The COVID-19 pandemic has served as a catalyst to accelerate the implementation of open science and open data initiatives. Scientists in many countries have largely collaborated under the principle of ‘open science’– where knowledge, methods, data and evidence are made freely available and accessible to everyone. The global sharing of research data has boosted discovery and helped in the development of the COVID-19 vaccines, especially with the mapping of the coronavirus genome sequences.
Nevertheless, significant challenges need to be addressed in order to boost open science and open data across all scientific research fields and stimulate the uptake of research data and findings into policy and decision-making in OACPS member countries.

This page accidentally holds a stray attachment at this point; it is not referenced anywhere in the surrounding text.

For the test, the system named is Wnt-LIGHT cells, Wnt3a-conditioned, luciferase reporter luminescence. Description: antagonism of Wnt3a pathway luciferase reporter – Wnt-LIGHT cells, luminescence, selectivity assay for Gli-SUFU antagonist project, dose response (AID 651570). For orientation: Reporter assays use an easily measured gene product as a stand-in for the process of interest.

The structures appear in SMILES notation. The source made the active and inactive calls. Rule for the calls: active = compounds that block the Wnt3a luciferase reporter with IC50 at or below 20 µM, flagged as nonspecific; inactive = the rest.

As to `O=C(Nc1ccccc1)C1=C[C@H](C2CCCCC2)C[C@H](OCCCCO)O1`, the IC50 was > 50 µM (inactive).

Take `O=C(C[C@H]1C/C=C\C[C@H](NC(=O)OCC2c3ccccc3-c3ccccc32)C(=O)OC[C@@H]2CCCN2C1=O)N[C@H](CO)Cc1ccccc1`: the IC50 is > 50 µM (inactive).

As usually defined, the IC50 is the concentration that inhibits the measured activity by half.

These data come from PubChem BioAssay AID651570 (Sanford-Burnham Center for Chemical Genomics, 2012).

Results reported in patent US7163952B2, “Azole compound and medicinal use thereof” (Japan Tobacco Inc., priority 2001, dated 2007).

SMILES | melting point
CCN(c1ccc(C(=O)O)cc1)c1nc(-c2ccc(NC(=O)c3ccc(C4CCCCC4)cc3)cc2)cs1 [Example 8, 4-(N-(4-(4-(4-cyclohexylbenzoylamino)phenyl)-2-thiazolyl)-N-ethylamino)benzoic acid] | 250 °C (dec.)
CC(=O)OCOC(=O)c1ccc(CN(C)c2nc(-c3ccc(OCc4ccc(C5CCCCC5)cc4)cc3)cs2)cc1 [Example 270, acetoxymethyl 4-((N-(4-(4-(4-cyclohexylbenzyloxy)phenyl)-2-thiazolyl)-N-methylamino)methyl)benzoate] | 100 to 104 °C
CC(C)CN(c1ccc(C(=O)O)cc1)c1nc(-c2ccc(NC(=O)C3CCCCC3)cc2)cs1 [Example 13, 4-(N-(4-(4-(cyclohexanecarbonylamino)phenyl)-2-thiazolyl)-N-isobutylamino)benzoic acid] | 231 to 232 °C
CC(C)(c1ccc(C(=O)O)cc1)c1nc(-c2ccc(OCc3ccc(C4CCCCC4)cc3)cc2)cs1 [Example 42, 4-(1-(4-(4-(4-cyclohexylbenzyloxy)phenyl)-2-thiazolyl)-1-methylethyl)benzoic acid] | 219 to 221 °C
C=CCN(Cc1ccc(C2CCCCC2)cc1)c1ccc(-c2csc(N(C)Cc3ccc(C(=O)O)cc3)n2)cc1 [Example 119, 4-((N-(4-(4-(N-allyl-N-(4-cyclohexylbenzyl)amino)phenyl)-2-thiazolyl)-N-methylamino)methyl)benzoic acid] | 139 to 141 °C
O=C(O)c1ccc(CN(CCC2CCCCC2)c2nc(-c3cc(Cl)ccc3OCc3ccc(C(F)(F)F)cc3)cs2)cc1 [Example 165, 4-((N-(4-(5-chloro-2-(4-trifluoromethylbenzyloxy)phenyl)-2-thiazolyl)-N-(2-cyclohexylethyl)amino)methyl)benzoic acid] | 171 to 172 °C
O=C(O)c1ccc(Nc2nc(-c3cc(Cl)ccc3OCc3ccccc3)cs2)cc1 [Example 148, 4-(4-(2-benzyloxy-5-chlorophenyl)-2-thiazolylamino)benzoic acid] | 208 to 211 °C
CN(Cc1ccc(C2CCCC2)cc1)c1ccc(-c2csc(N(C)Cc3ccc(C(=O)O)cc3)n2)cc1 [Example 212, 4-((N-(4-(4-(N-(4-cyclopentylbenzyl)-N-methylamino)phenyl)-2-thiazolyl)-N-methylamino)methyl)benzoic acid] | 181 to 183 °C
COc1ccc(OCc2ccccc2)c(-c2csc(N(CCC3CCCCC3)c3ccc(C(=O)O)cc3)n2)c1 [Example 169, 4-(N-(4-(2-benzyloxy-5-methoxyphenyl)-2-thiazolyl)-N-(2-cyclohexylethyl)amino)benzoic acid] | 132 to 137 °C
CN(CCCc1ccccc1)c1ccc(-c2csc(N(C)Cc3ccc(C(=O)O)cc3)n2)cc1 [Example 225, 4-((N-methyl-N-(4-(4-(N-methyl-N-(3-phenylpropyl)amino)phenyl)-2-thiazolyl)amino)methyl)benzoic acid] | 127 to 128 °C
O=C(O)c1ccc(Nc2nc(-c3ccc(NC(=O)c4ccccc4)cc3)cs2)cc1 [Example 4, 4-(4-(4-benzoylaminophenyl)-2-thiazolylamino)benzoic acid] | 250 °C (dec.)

- How to assure that data generated through scientific research that address global challenges such as pandemics, climate change, biodiversity loss, are open, reliable and useful for policy decision-making?
- How to boost Open Science in OACPS member countries (opportunities, challenges and best practices)?
Several specialists will be discussing various aspects of Open Science and answer questions from online participants.
- Dr Ana Persic, UNESCO Programme Specialist for Science Policy and Partnership, coordinator of the UNESCO Recommendation on Open Science and the UNESCO Global Open Science Partnership.
- Joseph Mwelwa, PhD., founder and researcher at Joint Minds Consult, a research, education and training Institute in Gaborone, Botswana. Former Technical Advisory Board (TAB) Member of the African Open Science Platform (AOSP) and Author of many publications on Open Science in Africa.
- Gareth O’Neill, Principal consultant on Open Science at Technopolis Group and expert on the European Open Science Cloud (EOSC).
This event will be simultaneously translated into French and English.